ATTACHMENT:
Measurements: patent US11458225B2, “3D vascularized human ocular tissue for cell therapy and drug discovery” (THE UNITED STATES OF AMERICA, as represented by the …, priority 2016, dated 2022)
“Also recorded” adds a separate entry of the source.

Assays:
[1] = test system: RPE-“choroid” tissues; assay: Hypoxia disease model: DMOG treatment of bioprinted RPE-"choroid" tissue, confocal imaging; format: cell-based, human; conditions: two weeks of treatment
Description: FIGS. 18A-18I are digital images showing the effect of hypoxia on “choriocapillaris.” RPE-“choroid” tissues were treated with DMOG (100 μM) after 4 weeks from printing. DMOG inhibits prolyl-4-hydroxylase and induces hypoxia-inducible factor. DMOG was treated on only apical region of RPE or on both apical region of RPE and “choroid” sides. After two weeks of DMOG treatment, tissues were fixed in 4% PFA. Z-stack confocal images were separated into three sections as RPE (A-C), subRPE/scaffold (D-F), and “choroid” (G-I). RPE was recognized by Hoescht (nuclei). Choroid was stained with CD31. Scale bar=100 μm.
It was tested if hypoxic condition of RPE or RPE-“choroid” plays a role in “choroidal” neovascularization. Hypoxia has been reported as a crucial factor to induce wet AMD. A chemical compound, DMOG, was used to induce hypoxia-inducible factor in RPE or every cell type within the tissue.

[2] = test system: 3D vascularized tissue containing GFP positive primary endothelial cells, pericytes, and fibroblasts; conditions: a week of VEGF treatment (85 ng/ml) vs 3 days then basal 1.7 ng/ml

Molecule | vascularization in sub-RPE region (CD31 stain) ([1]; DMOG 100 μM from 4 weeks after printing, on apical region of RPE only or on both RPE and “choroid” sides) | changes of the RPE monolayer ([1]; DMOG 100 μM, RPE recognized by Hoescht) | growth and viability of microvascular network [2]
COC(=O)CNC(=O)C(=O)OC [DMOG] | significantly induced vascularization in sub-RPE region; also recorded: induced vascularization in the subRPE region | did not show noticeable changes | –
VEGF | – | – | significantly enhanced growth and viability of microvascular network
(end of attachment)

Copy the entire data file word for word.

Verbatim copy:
Measurements: patent US11458225B2, “3D vascularized human ocular tissue for cell therapy and drug discovery” (THE UNITED STATES OF AMERICA, as represented by the …, priority 2016, dated 2022)
“Also recorded” adds a separate entry of the source.

Assays:
[1] = test system: RPE-“choroid” tissues; assay: Hypoxia disease model: DMOG treatment of bioprinted RPE-"choroid" tissue, confocal imaging; format: cell-based, human; conditions: two weeks of treatment
Description: FIGS. 18A-18I are digital images showing the effect of hypoxia on “choriocapillaris.” RPE-“choroid” tissues were treated with DMOG (100 μM) after 4 weeks from printing. DMOG inhibits prolyl-4-hydroxylase and induces hypoxia-inducible factor. DMOG was treated on only apical region of RPE or on both apical region of RPE and “choroid” sides. After two weeks of DMOG treatment, tissues were fixed in 4% PFA. Z-stack confocal images were separated into three sections as RPE (A-C), subRPE/scaffold (D-F), and “choroid” (G-I). RPE was recognized by Hoescht (nuclei). Choroid was stained with CD31. Scale bar=100 μm.
It was tested if hypoxic condition of RPE or RPE-“choroid” plays a role in “choroidal” neovascularization. Hypoxia has been reported as a crucial factor to induce wet AMD. A chemical compound, DMOG, was used to induce hypoxia-inducible factor in RPE or every cell type within the tissue.

[2] = test system: 3D vascularized tissue containing GFP positive primary endothelial cells, pericytes, and fibroblasts; conditions: a week of VEGF treatment (85 ng/ml) vs 3 days then basal 1.7 ng/ml

Molecule | vascularization in sub-RPE region (CD31 stain) ([1]; DMOG 100 μM from 4 weeks after printing, on apical region of RPE only or on both RPE and “choroid” sides) | changes of the RPE monolayer ([1]; DMOG 100 μM, RPE recognized by Hoescht) | growth and viability of microvascular network [2]
COC(=O)CNC(=O)C(=O)OC [DMOG] | significantly induced vascularization in sub-RPE region; also recorded: induced vascularization in the subRPE region | did not show noticeable changes | –
VEGF | – | – | significantly enhanced growth and viability of microvascular network